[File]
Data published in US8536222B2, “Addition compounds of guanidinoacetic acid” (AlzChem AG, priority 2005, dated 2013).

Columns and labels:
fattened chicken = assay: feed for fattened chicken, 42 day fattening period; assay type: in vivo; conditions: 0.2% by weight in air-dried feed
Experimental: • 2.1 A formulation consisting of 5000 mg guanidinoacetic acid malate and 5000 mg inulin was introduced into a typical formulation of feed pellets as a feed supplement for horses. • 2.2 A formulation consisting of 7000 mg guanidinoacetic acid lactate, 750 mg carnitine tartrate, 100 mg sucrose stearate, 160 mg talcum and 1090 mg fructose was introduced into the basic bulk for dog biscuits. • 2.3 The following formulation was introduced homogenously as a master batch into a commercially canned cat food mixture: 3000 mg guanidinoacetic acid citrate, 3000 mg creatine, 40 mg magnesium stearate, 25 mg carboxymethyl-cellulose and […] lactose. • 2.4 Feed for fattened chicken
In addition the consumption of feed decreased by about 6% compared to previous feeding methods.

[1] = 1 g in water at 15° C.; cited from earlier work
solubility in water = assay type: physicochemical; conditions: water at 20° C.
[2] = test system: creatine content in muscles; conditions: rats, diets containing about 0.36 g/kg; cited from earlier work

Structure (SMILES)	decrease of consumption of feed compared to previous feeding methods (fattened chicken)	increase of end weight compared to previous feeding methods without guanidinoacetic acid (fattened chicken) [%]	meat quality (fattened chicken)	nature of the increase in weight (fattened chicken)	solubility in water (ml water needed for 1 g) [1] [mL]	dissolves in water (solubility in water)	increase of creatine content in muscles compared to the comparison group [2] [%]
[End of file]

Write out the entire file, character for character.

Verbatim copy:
Data published in US8536222B2, “Addition compounds of guanidinoacetic acid” (AlzChem AG, priority 2005, dated 2013).

Columns and labels:
fattened chicken = assay: feed for fattened chicken, 42 day fattening period; assay type: in vivo; conditions: 0.2% by weight in air-dried feed
Experimental: • 2.1 A formulation consisting of 5000 mg guanidinoacetic acid malate and 5000 mg inulin was introduced into a typical formulation of feed pellets as a feed supplement for horses. • 2.2 A formulation consisting of 7000 mg guanidinoacetic acid lactate, 750 mg carnitine tartrate, 100 mg sucrose stearate, 160 mg talcum and 1090 mg fructose was introduced into the basic bulk for dog biscuits. • 2.3 The following formulation was introduced homogenously as a master batch into a commercially canned cat food mixture: 3000 mg guanidinoacetic acid citrate, 3000 mg creatine, 40 mg magnesium stearate, 25 mg carboxymethyl-cellulose and […] lactose. • 2.4 Feed for fattened chicken
In addition the consumption of feed decreased by about 6% compared to previous feeding methods.

[1] = 1 g in water at 15° C.; cited from earlier work
solubility in water = assay type: physicochemical; conditions: water at 20° C.
[2] = test system: creatine content in muscles; conditions: rats, diets containing about 0.36 g/kg; cited from earlier work

Structure (SMILES)	decrease of consumption of feed compared to previous feeding methods (fattened chicken)	increase of end weight compared to previous feeding methods without guanidinoacetic acid (fattened chicken) [%]	meat quality (fattened chicken)	nature of the increase in weight (fattened chicken)	solubility in water (ml water needed for 1 g) [1] [mL]	dissolves in water (solubility in water)	increase of creatine content in muscles compared to the comparison group [2] [%]